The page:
1. The stomach is a muscular organ. It can change its shape depending on the amount of food in it.

2. When you eat, food from your mouth goes down a tube called the esophagus into your stomach, where it is stored temporarily, then later digested. As the food arrives, the stomach wall starts its glands working. One type of gland gives off a mucus that lubricates the food. Other glands give off acids which kill any bacteria in the food; while still others give off special chemicals, called enzymes, to break down the food into tiny particles. (which sort of takes the shine off eating a chocolate bar!)

3. Tall, thin people usually have long, narrow stomachs, while short, stocky people have short, wide stomachs.

4. Most adults’ stomachs hold about one quart of liquid and food.

5. Once a female is past her teens, the stomach is naturally rounded.

6. Once you are an adult, your stomach pretty much remains the same size — unless you have surgery to intentionally make it smaller. Eating less won’t shrink your stomach. (I’m thinking that’s inside your body because outside you could lose some of the fat off it, right?)

7. I consulted my favorite characterization book, Building Believable Characters by Marc McCutcheon for some stomach descriptors. There are flabby stomachs, spare tire stomachs, love-handles.

8. beer-bellied stomachs

9. flat stomachs

10. middle-age spread stomachs

11. pendulous stomachs

12. toned stomachs

13. And my favorite – washboard stomachs.

14. Oh, and pregnant tummies. :grin:

What do you think of stomachs? If you’re a writer what sort of stomachs do you give your heroes and heroines, your secondary characters? Do you like your stomach?

Get the Thursday Thirteen code here!

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Wednesday, October 29th, 2008
How Do You Keep Track of Your Characters?

Here’s a question for all you writers out there – both aspiring and published. How do you keep track of a character’s physical attributes, their quirks and baggage? Their family history?

I’m forever forgetting what color eyes I’ve given my characters and little things like that. It’s becoming even more difficult now that I’m thinking about writing book eight in my Middlemarch Mates series.

So, how do you keep track of your characters? Spreadsheets? Notebooks? File cards? An incredible memory? A software program? How do you do it?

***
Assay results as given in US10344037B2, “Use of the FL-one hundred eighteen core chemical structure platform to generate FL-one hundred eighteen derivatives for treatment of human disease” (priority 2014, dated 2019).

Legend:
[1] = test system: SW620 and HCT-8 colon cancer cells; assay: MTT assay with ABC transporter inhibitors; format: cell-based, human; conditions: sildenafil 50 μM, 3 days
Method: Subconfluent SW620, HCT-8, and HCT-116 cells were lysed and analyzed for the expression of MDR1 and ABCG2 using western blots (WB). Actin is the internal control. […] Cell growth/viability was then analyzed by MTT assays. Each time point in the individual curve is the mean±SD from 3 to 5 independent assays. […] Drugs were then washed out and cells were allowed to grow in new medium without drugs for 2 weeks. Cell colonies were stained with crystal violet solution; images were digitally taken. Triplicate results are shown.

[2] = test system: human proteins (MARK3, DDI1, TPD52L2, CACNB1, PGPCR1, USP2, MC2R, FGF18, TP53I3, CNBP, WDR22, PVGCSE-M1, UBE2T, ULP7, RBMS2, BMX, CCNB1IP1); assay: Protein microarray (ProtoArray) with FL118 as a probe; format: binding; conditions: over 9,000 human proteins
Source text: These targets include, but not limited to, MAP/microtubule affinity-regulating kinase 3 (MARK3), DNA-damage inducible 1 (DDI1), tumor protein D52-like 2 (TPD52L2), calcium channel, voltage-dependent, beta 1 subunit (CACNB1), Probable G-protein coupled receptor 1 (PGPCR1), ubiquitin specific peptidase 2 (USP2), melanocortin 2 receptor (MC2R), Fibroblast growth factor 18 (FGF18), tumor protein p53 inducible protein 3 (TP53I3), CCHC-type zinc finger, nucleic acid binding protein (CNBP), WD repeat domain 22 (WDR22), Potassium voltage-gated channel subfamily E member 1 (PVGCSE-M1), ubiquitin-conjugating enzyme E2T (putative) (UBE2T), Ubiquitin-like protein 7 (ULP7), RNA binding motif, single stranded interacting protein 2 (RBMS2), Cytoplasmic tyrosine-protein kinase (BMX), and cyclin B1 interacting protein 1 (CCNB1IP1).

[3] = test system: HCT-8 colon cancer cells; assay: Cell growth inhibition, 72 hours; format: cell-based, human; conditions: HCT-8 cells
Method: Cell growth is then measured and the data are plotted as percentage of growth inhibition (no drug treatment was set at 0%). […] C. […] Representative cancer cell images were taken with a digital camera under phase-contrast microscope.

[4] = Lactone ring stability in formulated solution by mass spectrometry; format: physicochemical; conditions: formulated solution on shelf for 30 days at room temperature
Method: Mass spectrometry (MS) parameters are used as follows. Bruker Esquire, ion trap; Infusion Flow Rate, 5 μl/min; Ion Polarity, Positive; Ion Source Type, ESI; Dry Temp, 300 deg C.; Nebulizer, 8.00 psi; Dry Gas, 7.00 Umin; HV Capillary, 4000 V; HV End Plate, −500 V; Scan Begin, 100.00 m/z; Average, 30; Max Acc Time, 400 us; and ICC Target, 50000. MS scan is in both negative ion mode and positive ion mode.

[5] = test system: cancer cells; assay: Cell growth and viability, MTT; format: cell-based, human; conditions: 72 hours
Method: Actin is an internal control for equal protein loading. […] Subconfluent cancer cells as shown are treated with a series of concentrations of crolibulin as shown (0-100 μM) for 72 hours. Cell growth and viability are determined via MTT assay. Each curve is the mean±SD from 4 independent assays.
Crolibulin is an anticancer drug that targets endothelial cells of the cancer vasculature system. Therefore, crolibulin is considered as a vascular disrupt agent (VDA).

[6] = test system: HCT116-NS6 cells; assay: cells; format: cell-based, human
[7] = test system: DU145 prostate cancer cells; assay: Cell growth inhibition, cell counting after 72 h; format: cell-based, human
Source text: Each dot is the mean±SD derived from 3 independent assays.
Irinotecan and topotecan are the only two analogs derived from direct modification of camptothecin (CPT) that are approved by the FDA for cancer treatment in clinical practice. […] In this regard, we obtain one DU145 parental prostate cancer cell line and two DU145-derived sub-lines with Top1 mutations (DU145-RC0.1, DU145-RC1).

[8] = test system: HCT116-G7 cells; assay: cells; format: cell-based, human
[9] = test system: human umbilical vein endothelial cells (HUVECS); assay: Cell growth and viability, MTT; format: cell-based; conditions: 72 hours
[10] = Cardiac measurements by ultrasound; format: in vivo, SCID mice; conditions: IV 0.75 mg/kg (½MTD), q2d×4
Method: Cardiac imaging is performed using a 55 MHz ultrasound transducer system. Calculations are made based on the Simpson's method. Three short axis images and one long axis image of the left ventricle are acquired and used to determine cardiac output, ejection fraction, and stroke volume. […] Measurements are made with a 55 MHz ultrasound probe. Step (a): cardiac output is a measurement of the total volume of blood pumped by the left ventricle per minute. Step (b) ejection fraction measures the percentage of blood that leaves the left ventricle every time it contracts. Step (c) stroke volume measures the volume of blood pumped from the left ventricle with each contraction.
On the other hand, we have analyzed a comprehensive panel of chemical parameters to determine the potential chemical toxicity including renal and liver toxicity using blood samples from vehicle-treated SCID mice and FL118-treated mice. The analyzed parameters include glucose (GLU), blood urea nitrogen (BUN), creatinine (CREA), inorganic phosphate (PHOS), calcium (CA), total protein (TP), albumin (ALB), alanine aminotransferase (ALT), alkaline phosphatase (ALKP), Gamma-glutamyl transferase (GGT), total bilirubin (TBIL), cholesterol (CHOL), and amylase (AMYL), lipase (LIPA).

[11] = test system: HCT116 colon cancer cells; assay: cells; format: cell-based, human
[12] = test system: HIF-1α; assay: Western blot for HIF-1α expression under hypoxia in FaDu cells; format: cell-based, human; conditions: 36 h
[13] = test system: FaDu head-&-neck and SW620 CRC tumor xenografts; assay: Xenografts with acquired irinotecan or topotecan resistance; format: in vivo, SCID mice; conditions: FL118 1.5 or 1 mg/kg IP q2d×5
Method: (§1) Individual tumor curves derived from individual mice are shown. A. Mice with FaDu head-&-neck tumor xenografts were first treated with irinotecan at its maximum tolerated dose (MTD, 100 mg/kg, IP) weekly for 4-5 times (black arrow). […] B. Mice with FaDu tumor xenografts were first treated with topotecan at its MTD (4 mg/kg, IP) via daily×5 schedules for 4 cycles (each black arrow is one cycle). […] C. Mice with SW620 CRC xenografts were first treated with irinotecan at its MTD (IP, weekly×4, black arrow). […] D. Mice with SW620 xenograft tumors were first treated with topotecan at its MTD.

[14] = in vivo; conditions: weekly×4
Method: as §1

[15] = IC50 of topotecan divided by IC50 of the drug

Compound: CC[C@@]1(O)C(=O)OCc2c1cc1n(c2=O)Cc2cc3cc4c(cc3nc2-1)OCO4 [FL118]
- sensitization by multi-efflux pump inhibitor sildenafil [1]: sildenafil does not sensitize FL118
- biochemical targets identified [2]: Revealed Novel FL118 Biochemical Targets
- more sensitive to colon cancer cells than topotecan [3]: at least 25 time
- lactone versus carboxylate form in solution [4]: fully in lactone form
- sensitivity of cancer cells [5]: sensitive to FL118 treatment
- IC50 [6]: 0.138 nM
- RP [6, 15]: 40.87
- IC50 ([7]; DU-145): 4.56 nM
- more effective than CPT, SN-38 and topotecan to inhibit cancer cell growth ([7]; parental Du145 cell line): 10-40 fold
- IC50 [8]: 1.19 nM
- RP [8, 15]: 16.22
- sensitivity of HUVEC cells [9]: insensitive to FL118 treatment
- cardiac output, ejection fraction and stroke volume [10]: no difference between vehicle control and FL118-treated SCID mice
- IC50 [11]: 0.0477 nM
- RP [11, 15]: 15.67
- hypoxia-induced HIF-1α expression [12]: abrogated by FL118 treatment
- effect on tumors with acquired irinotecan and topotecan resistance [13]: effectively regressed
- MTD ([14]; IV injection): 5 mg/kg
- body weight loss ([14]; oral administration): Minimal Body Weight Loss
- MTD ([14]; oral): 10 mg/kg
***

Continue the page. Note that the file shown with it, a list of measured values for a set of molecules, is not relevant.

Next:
PS – Don’t forget to check out Christina Phillips post (just down the page a couple of posts) about how her witchy heroine came to her in a dream. Post a comment and go into a draw to win a download of her debut release.

Tuesday, October 28th, 2008
Portrait of San Francisco

San Francisco would have to be one of my favorite cities to visit. I’m running a bit short of time today so I thought I’d post a few photos from our recent trip. I think I like San Francisco so much because of its situation on the sea. The hills are killers to walk up and down. Believe me, I know because Mr. Munro made me walk up and down several!

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The Golden Gate Bridge is an icon and known worldwide. During the summer months it’s also often shrouded in fog.

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Pier 39 is a fun place to wander. Lots of great ways to empty the wallet here! This is a shot of the merry-go-round. A shot of the resident sealions follows. You can smell them before you see them.

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Coit Tower is another icon. It’s fun to climb to the top and see the views of the city.

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This is a shot of Lombard Street. This end of Lombard Street is known as the crookedest street. It’s also very steep. There are traffic jams here as tourists queue to drive down the crooked street and grab a photo or two.

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Alcatraz Island is known worldwide. A trip out to the island jail is fascinating, although you need to book well ahead. This is a very popular trip.

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Cops on the beat.

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Here’s a statue of The Thinker. It’s at the Legion of Honor, a fine-art museum.

Have you visited San Francisco? If so, what’s your favorite place to visit in the city? If not, which place or thing in the city would you most like to see in person?